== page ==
She’s 15.

“It’s remarkable how much talent is onstage,” said Harini, whose winning word had been moorhen, or a female red grouse. “These spellers have such a way with words.”

She noticed Kirsten playing with some Legos – shaking off nervous energy before her next round – and stopped by to say hello.

“I’m so glad you’re doing it again this year!” Harini said.

“The stakes are very high,” Kirsten said. “If I won, I’d be the first bilingual champion. I don’t want anyone to achieve that before me.”

She’d been envisioning her win. She conjured confetti, the trophy heavy in her arms.

When asked about Surya, Kirsten crossed her arms.

“I’m not worried about him at all,” she said. “We haven’t even met. … He’s like any other speller. It’s not a battle against spellers. It’s a battle against the dictionary. It’s the words we are put against. I’m not going to be asked how to spell Surya’s name.”

His last name, Kapu, was in the dictionary, making it fair game.

– – –

By Wednesday afternoon, 56 of 231 spellers had advanced to the semifinals.

There was 12-year-old Aiden Wijeyakulasuriya, from Wisconsin, who had pushed his wheelchair to the microphone in the fourth round and received a whopper of a word – seven syllables, nearly unpronounceable.


It meant inflammation or damage to the filtering part of the kidney.

He aced it.

So did Sarah Fernandes – a pint-size 11-year-old from Nebraska who’d quickly become a crowd favorite – who surmised that finagle meant “to obtain something by trickery.”

But the 14-year-old who’d entered the bee a historic six times wasn’t moving forward. Akash Vukoti lost in the fourth round, misspelling the word graisse, or a type of saturated fat.

Now, after breaking for lunch, the spellers ascended the stage again. The semifinals were beginning. The group needed to be winnowed once more before Thursday evening’s finals.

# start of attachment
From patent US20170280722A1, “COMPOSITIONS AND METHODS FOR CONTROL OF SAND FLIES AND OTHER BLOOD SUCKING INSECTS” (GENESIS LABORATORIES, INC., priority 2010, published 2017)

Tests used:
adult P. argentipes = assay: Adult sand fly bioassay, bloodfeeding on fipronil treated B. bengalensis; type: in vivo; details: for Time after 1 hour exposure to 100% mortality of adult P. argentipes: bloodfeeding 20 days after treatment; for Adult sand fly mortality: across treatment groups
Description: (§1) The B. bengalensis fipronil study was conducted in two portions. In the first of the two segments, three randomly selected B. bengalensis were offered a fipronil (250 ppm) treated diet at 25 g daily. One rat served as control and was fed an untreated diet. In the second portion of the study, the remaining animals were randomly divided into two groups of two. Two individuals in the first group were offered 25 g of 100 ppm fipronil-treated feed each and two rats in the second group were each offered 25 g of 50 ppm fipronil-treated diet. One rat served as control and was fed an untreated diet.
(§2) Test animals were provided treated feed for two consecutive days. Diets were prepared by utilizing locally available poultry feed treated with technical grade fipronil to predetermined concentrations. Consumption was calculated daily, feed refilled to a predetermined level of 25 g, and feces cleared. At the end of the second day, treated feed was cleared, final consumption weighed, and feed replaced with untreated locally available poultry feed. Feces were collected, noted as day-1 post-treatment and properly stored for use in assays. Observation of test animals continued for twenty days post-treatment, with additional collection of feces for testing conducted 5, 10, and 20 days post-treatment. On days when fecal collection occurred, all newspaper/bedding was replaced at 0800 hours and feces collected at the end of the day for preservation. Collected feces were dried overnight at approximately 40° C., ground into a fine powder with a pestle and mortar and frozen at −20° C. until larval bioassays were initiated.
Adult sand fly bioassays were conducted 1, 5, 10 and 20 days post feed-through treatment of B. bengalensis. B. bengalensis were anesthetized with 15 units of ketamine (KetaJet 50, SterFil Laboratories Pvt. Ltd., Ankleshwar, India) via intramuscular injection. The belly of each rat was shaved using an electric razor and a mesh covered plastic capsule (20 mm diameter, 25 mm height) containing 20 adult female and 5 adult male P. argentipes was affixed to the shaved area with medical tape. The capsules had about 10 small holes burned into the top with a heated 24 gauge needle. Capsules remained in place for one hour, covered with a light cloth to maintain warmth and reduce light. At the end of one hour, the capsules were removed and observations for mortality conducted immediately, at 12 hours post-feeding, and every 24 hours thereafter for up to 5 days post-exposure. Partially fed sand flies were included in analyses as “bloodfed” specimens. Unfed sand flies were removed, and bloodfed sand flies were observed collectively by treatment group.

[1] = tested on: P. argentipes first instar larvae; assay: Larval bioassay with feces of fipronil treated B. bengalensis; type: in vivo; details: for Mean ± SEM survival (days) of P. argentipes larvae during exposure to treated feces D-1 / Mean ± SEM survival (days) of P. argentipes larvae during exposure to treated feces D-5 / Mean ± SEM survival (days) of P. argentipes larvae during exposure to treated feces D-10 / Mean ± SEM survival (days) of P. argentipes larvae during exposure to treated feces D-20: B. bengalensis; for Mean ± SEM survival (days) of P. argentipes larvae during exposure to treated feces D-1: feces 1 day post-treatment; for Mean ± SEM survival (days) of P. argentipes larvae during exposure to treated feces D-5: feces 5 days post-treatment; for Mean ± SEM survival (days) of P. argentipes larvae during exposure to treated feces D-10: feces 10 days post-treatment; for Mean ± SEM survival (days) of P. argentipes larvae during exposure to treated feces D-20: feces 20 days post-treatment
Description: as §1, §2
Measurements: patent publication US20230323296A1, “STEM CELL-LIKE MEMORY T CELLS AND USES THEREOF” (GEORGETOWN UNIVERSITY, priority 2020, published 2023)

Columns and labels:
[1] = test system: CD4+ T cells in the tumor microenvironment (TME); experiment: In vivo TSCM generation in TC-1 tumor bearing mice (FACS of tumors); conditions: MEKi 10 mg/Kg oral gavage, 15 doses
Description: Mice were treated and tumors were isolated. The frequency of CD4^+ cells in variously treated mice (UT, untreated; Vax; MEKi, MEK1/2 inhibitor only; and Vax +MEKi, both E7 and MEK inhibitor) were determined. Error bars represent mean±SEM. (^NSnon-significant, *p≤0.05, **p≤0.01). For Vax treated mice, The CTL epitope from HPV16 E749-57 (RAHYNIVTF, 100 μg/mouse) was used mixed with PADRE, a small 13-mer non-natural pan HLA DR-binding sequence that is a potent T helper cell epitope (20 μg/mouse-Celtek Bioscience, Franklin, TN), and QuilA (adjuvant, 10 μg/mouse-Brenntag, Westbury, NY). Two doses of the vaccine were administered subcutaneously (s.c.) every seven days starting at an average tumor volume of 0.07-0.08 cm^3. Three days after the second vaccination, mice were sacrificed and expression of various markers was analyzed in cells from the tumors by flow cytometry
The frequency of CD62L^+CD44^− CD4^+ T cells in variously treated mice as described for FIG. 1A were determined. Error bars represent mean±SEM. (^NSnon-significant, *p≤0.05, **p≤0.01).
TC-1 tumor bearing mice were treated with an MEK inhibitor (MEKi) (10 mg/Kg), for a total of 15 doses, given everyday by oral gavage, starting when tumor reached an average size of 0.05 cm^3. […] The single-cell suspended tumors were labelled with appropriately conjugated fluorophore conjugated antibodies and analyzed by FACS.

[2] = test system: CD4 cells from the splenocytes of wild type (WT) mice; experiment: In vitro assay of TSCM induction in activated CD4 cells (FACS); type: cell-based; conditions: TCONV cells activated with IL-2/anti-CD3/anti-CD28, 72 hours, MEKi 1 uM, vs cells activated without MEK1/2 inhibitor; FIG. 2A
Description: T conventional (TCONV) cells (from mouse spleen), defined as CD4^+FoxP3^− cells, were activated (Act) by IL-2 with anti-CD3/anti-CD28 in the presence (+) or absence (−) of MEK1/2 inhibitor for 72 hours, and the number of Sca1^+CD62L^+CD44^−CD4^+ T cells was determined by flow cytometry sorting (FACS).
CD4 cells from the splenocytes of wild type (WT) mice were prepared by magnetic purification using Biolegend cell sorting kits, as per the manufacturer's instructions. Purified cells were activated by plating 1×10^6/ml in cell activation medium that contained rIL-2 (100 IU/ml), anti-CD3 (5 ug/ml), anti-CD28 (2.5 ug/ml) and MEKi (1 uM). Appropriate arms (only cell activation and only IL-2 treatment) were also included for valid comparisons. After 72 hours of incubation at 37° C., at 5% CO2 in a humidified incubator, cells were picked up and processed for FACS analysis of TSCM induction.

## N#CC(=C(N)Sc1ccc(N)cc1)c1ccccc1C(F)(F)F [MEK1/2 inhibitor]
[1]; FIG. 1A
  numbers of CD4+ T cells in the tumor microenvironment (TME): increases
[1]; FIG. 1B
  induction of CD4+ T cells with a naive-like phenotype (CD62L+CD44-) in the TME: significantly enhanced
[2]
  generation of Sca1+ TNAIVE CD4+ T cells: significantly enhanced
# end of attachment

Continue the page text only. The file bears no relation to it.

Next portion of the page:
Surya thought through all the words he’d studied. He wasn’t worried about the other competitors either, he said.

“I don’t really view anyone here as a competitor,” he said. “It’s more like us against the words.”

The spellers dropped off, one by one.

“Prepare the bell,” joked 11-year-old Isaac Brogan of Ontario after being confronted with the word tenrec, or a small insectivorous mammal native to Madagascar.

“All right, I’m going to try this out,” he said, spelling out the word.

The bell chimed.

“No!” he said, his face crumpling.

Head Judge Mary Brooks – ringer of the dreaded bell – had kind words for him, along with every other child who failed to move forward.

“Isaac, you have represented your country of Canada so well,” Brooks said. “And at 11, you have more chances.”

Kirsten approached the microphone, confident. It was now the sixth round of the semifinals. When she heard her word – a protein obtained from egg yolk – she blinked. She asked for all of the word’s information. She thought. She asked for the information again, then made a guess: l-i-v-e-t-y-n.

The bell rang.

She’d mistaken the second “i” for a “y.”

Brooks reminded her of how far she’d come.

“I have been so impressed with you, as has everyone in this room,” she said. “You are an amazing lady and an outstanding speller. I can’t wait to see what you do in 2024.”

Soon, it was Surya’s turn. He carefully spelled his word, cyclas, or an unfitted rectangle of cloth with an opening for the head.

The audience braced, waiting to see if the bell would ring yet again.


He had made it through the round – and then the next two rounds, until he had earned a spot at Thursday evening’s finals with 10 other spellers, including Sarah from Nebraska and 14-year-old Charlotte Walsh from Virginia.

The spellers stood onstage, medals around their necks, as ESPN broadcaster Paul Loeffler asked them how they were feeling.

“You tied for fifth last year; where did you set your goals this year?” the broadcaster asked Surya. The 14-year-old didn’t hesitate.